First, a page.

Disclaimer:The information presented herein is intended for educational purposes only. Individual results may vary, and before using any supplements, it is always advisable to consult with your own health care provider

Resources:
http://en.wikipedia.org/wiki/Dioscorea_japonica
http://www.pfaf.org/user/Plant.aspx?LatinName=Dioscorea+japonica
http://www.perennialveg.org.uk/djaponica.htm

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Catsear

 


Image via Wikipedia

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Botanical Name:Hypochaeris radicata
Family: Asteraceae
Kingdom: Plantae
Division: Magnoliophyta
Class: Magnoliopsida
Order: Asterales
Tribe: Cichorieae
Genus: Hypochaeris
Species: H. radicata
Other Names:cat’s ear, false dandelion,long-rooted cat’s-ear, long-rooted hypochoere, spotted cat’s-ear

Etymology and differences from dandelions:
Catsear is derived from the words cat’s ear, and refers to the shape and fine-hair on the leaves resembling that of the ear of a cat.

The plant is also known as false dandelion, as it is commonly mistaken for true dandelions. Both plants carry similar flowers which form into windborne seeds. However, catsear flowering stems are forked and solid, whereas dandelions possess unforked stems that are hollow. Both plants have a rosette of leaves and a central taproot. The leaves of dandelions are jagged in appearance, whereas those of catsear are more lobe-shaped and hairy. Both plants have similar uses.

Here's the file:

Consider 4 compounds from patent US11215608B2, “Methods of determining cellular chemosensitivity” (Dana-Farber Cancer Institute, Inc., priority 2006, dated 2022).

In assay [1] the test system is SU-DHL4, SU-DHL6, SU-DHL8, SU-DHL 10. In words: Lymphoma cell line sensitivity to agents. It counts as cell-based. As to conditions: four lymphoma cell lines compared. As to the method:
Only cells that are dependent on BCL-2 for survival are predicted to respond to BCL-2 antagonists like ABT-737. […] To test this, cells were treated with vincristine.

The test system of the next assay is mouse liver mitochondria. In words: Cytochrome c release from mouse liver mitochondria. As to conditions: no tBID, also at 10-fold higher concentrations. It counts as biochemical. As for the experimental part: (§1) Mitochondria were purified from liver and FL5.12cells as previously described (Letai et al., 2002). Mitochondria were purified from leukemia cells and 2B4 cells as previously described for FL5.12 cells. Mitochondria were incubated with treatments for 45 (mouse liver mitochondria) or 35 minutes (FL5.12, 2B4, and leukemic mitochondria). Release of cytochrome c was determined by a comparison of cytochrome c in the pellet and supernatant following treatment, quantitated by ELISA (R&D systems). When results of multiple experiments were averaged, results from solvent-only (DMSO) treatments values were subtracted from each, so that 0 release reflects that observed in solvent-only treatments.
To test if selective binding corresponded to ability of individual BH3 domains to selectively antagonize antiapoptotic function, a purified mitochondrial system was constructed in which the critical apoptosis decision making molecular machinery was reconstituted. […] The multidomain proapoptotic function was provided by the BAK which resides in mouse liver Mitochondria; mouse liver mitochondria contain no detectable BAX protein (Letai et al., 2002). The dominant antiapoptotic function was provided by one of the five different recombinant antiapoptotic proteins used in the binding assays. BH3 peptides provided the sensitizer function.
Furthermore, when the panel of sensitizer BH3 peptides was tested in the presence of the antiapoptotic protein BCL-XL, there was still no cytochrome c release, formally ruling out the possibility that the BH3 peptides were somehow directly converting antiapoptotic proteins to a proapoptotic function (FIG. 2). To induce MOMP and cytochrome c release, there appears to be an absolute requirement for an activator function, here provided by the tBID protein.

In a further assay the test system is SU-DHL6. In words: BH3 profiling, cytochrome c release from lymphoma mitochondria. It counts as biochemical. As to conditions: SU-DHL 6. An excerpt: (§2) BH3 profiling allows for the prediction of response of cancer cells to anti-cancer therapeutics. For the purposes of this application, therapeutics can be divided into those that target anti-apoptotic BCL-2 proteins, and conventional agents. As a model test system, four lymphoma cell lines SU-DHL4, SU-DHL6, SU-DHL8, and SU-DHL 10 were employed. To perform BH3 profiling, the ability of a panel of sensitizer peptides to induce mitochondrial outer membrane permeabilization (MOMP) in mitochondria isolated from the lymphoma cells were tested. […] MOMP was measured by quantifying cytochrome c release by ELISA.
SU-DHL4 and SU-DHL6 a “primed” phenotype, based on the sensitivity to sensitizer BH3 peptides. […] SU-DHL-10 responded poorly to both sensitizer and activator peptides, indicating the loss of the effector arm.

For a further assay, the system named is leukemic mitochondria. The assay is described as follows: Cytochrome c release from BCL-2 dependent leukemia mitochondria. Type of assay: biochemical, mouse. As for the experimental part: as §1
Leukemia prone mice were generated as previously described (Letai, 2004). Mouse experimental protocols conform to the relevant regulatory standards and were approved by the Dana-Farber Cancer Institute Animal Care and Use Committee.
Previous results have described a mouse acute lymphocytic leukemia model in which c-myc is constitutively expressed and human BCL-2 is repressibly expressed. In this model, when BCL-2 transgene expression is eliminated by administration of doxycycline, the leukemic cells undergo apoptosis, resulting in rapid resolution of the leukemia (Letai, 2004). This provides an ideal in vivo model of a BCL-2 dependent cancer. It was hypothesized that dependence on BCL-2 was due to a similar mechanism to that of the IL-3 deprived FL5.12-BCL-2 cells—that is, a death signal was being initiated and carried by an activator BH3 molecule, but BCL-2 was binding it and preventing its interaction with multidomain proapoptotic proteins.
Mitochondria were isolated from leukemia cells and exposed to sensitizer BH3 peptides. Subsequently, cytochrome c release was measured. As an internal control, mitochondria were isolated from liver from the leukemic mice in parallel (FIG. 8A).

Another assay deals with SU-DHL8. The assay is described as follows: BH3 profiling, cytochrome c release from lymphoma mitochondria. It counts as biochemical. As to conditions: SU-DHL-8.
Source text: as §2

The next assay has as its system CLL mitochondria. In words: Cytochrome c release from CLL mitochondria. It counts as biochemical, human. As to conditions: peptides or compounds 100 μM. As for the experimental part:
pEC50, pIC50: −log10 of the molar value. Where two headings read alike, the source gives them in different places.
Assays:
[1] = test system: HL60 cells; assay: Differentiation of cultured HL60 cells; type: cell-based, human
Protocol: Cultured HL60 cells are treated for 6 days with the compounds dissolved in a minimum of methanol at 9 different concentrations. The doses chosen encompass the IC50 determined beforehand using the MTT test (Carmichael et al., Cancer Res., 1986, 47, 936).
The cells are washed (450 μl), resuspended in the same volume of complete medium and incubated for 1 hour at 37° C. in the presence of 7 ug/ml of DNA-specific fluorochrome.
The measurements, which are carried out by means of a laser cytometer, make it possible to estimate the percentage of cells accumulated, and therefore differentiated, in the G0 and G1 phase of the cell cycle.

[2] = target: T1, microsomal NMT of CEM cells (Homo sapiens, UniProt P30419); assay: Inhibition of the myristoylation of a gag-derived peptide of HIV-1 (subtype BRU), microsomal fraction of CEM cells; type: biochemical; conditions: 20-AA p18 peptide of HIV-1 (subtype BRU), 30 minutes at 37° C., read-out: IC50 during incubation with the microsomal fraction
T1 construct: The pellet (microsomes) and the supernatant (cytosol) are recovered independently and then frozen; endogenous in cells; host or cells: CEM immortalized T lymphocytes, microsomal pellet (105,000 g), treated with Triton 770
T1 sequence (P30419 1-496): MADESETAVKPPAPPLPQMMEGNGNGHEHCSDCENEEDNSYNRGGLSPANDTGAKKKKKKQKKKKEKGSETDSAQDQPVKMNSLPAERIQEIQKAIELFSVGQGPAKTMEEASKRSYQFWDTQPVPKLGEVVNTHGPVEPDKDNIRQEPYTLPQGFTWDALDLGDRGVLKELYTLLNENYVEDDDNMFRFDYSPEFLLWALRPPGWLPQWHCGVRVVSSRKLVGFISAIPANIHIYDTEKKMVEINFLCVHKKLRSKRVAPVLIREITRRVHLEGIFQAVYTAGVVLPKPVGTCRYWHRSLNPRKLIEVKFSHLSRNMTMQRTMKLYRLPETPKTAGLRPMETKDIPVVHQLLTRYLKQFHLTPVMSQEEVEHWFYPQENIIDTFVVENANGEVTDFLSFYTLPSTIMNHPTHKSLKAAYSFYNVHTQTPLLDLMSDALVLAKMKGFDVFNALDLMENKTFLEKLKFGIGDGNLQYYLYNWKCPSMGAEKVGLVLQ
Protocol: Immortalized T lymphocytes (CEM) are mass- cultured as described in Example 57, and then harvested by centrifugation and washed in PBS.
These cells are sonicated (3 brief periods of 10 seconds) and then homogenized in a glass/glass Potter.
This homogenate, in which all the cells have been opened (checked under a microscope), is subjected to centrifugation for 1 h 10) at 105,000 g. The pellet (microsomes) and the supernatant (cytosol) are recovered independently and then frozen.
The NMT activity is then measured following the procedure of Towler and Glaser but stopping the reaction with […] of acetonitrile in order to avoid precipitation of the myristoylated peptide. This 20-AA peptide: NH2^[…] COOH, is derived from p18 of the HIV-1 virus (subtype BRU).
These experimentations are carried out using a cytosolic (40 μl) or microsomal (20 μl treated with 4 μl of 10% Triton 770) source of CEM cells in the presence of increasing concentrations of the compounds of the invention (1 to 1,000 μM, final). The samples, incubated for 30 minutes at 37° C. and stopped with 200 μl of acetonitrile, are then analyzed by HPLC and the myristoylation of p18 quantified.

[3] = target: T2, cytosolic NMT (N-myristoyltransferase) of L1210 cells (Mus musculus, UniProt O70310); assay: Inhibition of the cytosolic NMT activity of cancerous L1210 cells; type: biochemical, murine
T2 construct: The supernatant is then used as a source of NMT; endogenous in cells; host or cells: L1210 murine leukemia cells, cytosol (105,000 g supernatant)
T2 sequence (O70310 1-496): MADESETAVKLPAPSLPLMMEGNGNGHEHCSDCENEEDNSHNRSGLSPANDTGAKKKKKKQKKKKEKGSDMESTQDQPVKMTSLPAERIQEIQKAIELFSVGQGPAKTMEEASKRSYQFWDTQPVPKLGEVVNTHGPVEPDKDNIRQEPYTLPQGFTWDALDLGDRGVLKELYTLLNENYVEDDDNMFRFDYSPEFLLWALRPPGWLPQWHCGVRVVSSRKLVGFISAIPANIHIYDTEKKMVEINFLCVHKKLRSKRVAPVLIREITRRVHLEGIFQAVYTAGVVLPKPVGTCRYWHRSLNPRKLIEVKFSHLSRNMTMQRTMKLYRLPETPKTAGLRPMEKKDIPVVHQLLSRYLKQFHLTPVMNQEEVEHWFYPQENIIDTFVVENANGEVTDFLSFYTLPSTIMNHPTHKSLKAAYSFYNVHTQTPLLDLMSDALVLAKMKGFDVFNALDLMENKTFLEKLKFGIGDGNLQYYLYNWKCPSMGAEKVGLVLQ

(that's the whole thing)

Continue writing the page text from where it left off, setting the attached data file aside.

Habitat:The plant is native to Europe, but has also been introduced to the Americas, Japan, Australia and New Zealand.Found in the eastern United States as far north as New Jersey and as far west as Mississippi.

Description:
It is a perennial, low-lying edible herb often found in lawns.The leaves, which may grow up to eight inches, are lobed and covered in fine hairs, forming a low-lying rosette around a central taproot.Cat’s ear dandelion is similar to common dandelion. It has a basal rosette of densely hairy leaves with rounded lobes. This rosette arises from a prominent taproot. If broken, the leaves and flower stalks will emit a milky white sap. Most striking are the bright yellow flowers that are borne on the ends of long stems. Common dandelion plants can be distinguished because young leaves do not have hairs, whereas cat’s ear dandelion leaves have dense hairs. In addition, the leaves of common dandelion are more deeply notched than those of cat’s ear dandelion. On common dandelion, the leaf notches extend almost to the midrib of each leaf.